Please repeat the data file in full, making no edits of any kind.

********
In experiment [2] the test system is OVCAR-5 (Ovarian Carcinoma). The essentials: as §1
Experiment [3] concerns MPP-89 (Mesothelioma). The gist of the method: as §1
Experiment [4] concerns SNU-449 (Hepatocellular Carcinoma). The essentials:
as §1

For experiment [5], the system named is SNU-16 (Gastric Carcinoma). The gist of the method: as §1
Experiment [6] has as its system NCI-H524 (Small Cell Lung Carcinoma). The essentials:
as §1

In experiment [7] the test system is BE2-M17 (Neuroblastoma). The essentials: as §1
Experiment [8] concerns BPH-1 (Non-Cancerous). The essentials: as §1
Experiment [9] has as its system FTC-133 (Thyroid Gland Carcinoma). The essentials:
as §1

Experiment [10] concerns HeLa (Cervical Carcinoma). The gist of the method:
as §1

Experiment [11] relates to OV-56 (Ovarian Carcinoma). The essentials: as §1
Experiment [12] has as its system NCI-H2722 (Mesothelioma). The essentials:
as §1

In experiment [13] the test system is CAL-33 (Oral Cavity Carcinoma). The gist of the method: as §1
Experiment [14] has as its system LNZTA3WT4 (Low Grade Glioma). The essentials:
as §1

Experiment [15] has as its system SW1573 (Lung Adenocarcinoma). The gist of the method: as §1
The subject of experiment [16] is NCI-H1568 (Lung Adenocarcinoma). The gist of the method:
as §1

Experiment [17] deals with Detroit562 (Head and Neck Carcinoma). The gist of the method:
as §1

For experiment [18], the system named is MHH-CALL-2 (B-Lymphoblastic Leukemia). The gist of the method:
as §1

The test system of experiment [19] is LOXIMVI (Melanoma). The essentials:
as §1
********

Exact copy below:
In experiment [2] the test system is OVCAR-5 (Ovarian Carcinoma). The essentials: as §1
Experiment [3] concerns MPP-89 (Mesothelioma). The gist of the method: as §1
Experiment [4] concerns SNU-449 (Hepatocellular Carcinoma). The essentials:
as §1

For experiment [5], the system named is SNU-16 (Gastric Carcinoma). The gist of the method: as §1
Experiment [6] has as its system NCI-H524 (Small Cell Lung Carcinoma). The essentials:
as §1

In experiment [7] the test system is BE2-M17 (Neuroblastoma). The essentials: as §1
Experiment [8] concerns BPH-1 (Non-Cancerous). The essentials: as §1
Experiment [9] has as its system FTC-133 (Thyroid Gland Carcinoma). The essentials:
as §1

Experiment [10] concerns HeLa (Cervical Carcinoma). The gist of the method:
as §1

Experiment [11] relates to OV-56 (Ovarian Carcinoma). The essentials: as §1
Experiment [12] has as its system NCI-H2722 (Mesothelioma). The essentials:
as §1

In experiment [13] the test system is CAL-33 (Oral Cavity Carcinoma). The gist of the method: as §1
Experiment [14] has as its system LNZTA3WT4 (Low Grade Glioma). The essentials:
as §1

Experiment [15] has as its system SW1573 (Lung Adenocarcinoma). The gist of the method: as §1
The subject of experiment [16] is NCI-H1568 (Lung Adenocarcinoma). The gist of the method:
as §1

Experiment [17] deals with Detroit562 (Head and Neck Carcinoma). The gist of the method:
as §1

For experiment [18], the system named is MHH-CALL-2 (B-Lymphoblastic Leukemia). The gist of the method:
as §1

The test system of experiment [19] is LOXIMVI (Melanoma). The essentials:
as §1